Mother’s Day! Yay!

Happy Mother’s Day to all the mommas out there!

But especially Happy Mother’s Day to my mommy.

I’ve blogged about my mom before for her birthday. I could blog about her for the rest of my life because she’s just that wonderful, but in order to get everyone to brunch, I’ll keep it relatively short.

My mom is a summer gal. (Though she’d say her favorite season is fall for the leaves.)

Every summer she always has a list a mile long of changes she wants to make on the house, gardens to plant, vacations to take, books to read, and, of course, spending most afternoons at the pool. Now, usually this doesn’t all get done. (Sorry, Mom.) However, an amazing amount of this list is accomplished because my mom is always going and always making time for the “most afternoons in the pool” part.

I was going to tell a story about me calling Mom daily from my high school teacher’s phone to apologize for being snippy on the way in, but I actually think that says more about me (though it was probably inherited from her).

Instead, I want to talk about two moms in stories I’ve read/seen lately.

I recently read The Lovely Bones by Alice Sebold. I know. I’m a little behind. The prose in this book is incredible, and the characters are amazing as well. (Mom, you wouldn’t like it.)

The mother in the book is sad. She’s sad about her place in life. She’s sad to be a mom. Now, I know I’m talking about being a mom when I’m not one, so feel free to shove the screen away. But I am talking about this from the perspective of growing up with a mom who made me feel really, really wanted.

Now, to be fair to the mom in the book, she goes through unspeakable tragedy in her daughter’s death. (This comes out in the first ten pages.) But it becomes clear throughout that she didn’t want any of this mother business. I understand. Well, the best I can, I understand. Don’t all moms sometimes feel trapped? Feel inadequate? Feel like their kids took everything good from their lives?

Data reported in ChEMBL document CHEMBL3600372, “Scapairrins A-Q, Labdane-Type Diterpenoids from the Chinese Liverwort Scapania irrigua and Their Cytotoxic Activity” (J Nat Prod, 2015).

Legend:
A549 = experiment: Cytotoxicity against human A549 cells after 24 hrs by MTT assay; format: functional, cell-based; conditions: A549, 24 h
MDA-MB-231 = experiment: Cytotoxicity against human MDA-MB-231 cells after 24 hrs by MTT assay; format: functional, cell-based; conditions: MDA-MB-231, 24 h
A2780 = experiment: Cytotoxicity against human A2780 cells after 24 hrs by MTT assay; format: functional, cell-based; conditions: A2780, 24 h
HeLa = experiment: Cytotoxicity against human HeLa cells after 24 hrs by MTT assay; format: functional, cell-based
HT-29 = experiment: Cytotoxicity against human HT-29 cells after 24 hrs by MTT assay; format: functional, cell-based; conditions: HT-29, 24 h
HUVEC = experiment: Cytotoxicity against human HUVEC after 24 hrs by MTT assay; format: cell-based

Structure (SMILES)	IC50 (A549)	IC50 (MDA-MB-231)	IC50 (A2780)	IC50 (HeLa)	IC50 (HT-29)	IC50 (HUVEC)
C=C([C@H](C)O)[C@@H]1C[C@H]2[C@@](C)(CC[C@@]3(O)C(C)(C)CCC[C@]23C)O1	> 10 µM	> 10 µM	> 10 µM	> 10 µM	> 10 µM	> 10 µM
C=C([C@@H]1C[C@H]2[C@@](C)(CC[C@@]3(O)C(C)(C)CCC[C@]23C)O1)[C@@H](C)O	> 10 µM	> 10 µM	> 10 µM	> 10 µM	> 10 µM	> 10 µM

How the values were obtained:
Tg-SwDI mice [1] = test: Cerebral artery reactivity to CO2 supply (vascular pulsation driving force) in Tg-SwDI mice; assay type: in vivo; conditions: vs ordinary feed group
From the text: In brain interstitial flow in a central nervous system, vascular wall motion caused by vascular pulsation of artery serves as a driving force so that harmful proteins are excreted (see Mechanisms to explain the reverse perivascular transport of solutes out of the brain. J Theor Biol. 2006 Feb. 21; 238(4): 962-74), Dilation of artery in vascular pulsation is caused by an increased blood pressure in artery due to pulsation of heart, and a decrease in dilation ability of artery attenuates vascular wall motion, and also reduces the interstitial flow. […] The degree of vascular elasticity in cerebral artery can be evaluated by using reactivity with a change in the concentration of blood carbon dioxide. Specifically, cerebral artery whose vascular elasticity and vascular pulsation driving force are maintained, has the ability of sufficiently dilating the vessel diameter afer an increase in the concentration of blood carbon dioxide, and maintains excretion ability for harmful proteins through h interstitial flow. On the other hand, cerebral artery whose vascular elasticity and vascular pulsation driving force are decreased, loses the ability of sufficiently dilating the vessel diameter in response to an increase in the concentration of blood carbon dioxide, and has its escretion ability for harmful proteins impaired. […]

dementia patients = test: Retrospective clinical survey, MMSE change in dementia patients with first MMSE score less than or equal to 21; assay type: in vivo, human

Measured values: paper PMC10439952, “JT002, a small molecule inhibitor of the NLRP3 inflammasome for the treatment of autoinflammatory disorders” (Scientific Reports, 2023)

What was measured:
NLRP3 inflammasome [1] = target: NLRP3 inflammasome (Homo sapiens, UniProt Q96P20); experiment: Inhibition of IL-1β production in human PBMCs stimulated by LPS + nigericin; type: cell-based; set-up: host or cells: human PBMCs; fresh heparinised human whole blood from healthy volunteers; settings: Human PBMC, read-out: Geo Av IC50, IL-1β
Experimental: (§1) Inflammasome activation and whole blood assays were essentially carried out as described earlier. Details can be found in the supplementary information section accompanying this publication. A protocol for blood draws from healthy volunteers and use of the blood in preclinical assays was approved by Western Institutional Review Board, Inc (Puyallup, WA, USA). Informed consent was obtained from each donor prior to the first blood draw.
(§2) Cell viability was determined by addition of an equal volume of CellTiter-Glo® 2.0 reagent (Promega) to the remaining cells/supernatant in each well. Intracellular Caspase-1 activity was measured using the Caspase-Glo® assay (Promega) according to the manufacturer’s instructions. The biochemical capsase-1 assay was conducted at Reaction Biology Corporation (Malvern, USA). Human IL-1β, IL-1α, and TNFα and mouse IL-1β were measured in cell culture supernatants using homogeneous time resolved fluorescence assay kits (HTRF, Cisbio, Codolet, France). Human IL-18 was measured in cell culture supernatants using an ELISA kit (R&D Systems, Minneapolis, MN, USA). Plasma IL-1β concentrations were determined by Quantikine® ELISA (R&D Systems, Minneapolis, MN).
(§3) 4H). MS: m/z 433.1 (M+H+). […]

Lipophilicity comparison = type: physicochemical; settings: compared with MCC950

(My mom is saying “no” and wondering where this is going. Me too, Mom.)

Anyway, I get that moms don’t always feel like supermoms. But the mother in that story leaves her family. And there was something missing there that I couldn’t figure out. Like, it asked a question, but it gave the “wrong” answer.

Then, yesterday, I saw Moms’ Night Out.

By myself.

At a matinee.

I was the odd singleton surrounded by moms’ groups.

Now, the movie was really cute and unabashedly Christian. (That’s kind of refreshing sometimes.) And there’s a mom in the film who feels very similar to the one in The Lovely Bones. The mom in the movie makes it clear that having kids was something she really wanted, but she’s just not happy.

The mom in Moms’ Night Out feels a similar sense of drowning, of never measuring up, of missing everything good in the chaos, and of making mistakes. A lot of them.

(I should say that I don’t think the film was without its issues, even with the concept. Could they make a Dads’ Night Out movie? Because dads don’t “babysit” their own children. They’re their children! Thank you to Mrs. Denning, Jill‘s Mom, for setting that straight.)

The mom in The Lovely Bones leaves. She decides she’s inadequate.

The mom in Moms’ Night Out decides that she’s been equipped. Every day might not be sunshine, but she’s doing the best she can, she’s loving her kids, and she’s spending her afternoons in the pool, figuratively.